Singer Magos Herrera and the musical ensemble during the third course FIRE, during Elements of Time + Taste at National Sawdust.

Earth, air, fire and water: the vital components that make up our living world were the inspiration for a special night at National Sawdust (80 N 6th St) last Thursday, where musicians collaborated with acclaimed chef Patrick Connolly of neighboring restaurant Rider and mixologist Allen Katz (NY Distilling Company) to compose an immersive performance harmonized with food and drink. The inventive evening included avant-garde music spanning several genres (jazz, electronic, folk, world), eclectic performers, and an exceptional food and cocktail pairing set in an informal salon atmosphere.

Before the show, National Sawdust.

National Sawdust is a beautifully designed black box theatre with acoustics that rival the Sydney Opera House. If you’ve been to NS more than once, you’ve likely experienced a variety of stage setups. The auditorium layout was designed to play a little Tetris, with the stage location and seating arrangement tailored to each performance and always sounding incredible no matter what the scenario. Last week’s show was no different; with tables and chairs arranged cabaret-style to face the stage and corn husks as our plates, the night had a casual vibe nestled in an intimate high-end venue.

Our pre-dinner cocktail was an infused rye on the rocks, sipped as guests mingled and entered the futuristic space. Imagine an orchestra tuning up their instruments one by one. Then imagine that orchestra forming a complete piece out of that exercise, and that’s how the evening gradually began. The house lights were intentionally left up but low as the musicians joined the stage piecemeal, the sound of each building onto the next. The cellist started out chugging along with his bow close to the bridge; the pianist plunked slightly erratically but with purpose; and the drummer helped the piece take form. Eventually, other ensemble players arrived to the stage, and finally a chef—chopping vegetables with his table mic’d—set an unorthodox metronome for the piece Chopping Music.

The spoken word performance about the Juniper berry at National Sawdust.

Earth: the first course

The Earth music felt cacophonous, growly and experimental, while the food was palpably Earth-y, with a roasted shiitake mushroom and chevre bite paired with a refreshing gin, vermouth and chartreuse cocktail. Then beverage director Allen Katz, plainly decked out in a George Costanza normcore look, asked the audience to smell and taste the juniper berries left on the table. Juniper defines the flavor of gin, the star of all the evening’s cocktails. Katz, joined by jazz singer Magos Herrera, then began a passionate spoken-word piece about the origins of the humble juniper berry: “They grow alone. Wild.”

Yuka Honda during the AIR course at Elements of Time + Taste at National Sawdust.

Air: the second course

For the second course, the atmosphere of the room very literally changed. Clouds were projected behind the performers, as Yuka Honda (of experimental art band Cibo Matto) created synthy airy tones. A server greeted us with zucchini blossoms—stuffed with mozzarella, honey, seeds, fennel pollen and petals—of which I could have eaten about a dozen. The cocktail “Ragtime” used rye, gin, lemon and pomegranate to create a light sensation that was in sync with the music and the food.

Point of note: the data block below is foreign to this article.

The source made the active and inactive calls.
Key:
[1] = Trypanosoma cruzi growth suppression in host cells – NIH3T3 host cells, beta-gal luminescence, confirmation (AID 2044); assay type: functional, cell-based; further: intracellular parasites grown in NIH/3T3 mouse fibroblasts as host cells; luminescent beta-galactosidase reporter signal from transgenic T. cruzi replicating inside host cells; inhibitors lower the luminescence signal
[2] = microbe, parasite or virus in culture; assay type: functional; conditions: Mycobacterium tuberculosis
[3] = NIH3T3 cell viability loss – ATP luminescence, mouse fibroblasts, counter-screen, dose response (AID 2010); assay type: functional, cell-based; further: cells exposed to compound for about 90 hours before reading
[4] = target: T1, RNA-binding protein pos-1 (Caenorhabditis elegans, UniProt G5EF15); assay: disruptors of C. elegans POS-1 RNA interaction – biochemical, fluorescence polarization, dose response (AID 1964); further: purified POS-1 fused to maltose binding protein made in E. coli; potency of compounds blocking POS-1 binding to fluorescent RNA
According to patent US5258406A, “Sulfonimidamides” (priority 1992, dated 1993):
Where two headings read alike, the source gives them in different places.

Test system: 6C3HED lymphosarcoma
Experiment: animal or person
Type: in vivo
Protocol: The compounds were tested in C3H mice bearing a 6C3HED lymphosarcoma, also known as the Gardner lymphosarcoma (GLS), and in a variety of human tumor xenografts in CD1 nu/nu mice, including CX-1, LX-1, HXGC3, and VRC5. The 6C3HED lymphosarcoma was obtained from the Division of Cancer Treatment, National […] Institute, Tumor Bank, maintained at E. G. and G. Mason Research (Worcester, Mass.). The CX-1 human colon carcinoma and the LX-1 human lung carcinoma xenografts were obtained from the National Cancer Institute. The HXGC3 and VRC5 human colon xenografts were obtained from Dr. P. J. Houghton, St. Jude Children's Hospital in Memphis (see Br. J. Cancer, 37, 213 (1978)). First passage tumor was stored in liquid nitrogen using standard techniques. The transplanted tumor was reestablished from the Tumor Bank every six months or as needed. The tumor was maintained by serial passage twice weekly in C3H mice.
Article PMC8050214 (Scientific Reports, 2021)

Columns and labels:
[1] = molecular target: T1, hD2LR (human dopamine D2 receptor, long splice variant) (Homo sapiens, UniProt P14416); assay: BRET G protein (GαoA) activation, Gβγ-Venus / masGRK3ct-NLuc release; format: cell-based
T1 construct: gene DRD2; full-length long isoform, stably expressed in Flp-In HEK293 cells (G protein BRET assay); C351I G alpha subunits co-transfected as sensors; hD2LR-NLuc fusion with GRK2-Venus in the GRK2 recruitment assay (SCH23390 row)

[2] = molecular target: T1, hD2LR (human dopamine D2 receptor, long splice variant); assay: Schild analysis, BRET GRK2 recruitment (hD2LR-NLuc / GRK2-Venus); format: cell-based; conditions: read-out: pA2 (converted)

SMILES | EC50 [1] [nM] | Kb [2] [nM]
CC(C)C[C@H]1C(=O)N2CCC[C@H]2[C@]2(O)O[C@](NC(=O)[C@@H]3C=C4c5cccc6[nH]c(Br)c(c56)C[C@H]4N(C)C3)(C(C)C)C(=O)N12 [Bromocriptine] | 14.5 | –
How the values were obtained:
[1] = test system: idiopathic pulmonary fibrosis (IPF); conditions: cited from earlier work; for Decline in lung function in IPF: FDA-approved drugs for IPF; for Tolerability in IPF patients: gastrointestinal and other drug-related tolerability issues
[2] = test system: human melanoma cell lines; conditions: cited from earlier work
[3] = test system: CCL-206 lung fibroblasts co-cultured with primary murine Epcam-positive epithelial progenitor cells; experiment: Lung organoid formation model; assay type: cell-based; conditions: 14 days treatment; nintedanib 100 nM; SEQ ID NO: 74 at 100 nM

Magos Herrera getting into the FIRE course at Elements of Time + Taste at National Sawdust.

Fire: the third course

Then the heat got turned up on both the audience’s and the stage’s energy. The music grew sensuous and more structured, and the gin cocktail for this round smelled and tasted purely sexy—perfectly balanced with clean fresh lime and spicy cinnamon and hellfire shrub. The food for this course was a simple yet provocative and complex bite of smoked char and grilled corn with pepita sauce sucked off a piece of cinnamon bark; the most epicurean of the night’s bites. The chef approached the stage with a plate of fire, which Herrera set off with a spark as the crowd cheered. “This is New York!” she exclaimed, encouraging the crowd to clap along. And we couldn’t be stopped—the cinnamon scent and fire in the air was intoxicating.

Water: the final course

Yuka Honda joined the band on stage again for the fourth and final course of the night, where, to the delight of music nerds in the crowd, she blasted experimental rhythms from a handheld Tenori-on. The final bite to pair with the slinky synth-y sounds was an uncomplicated yet considered oyster with an ice wine mignonette. The cocktail to finish the evening was simply pink gin. By the very end of the performance, the audience was standing, clapping, dancing, toasting and hugging each other, thankful for the performers and collaborators to have brought us on a dreamy journey through nature’s four elements.

National Sawdust is a grown-up, sophisticated space that doesn’t want to be pigeonholed as such, and their programming reflects that. Last Thursday’s Elements of Time + Taste performance was part of their NS+ series, where they bring in feature guests from non-music worlds, like performance artist Marina Abramovic or astronomer Mario Livio. There is never one typical performance at National Sawdust, and the music ranges from world music to jazz to rock to opera and beyond. The next NS+ performance is Thursday, October 26th, with Wide Angle with Gene Smith: An evening with Sam Stephenson + The Paris Review.

National Sawdust’s neighboring restaurant Rider (80 N 6th St) serves globally-inspired American fare Tuesday through Sunday and brunch on Saturdays and Sundays. They were recognized by Michelin as a Bib Gourmand in their 2017 guide.

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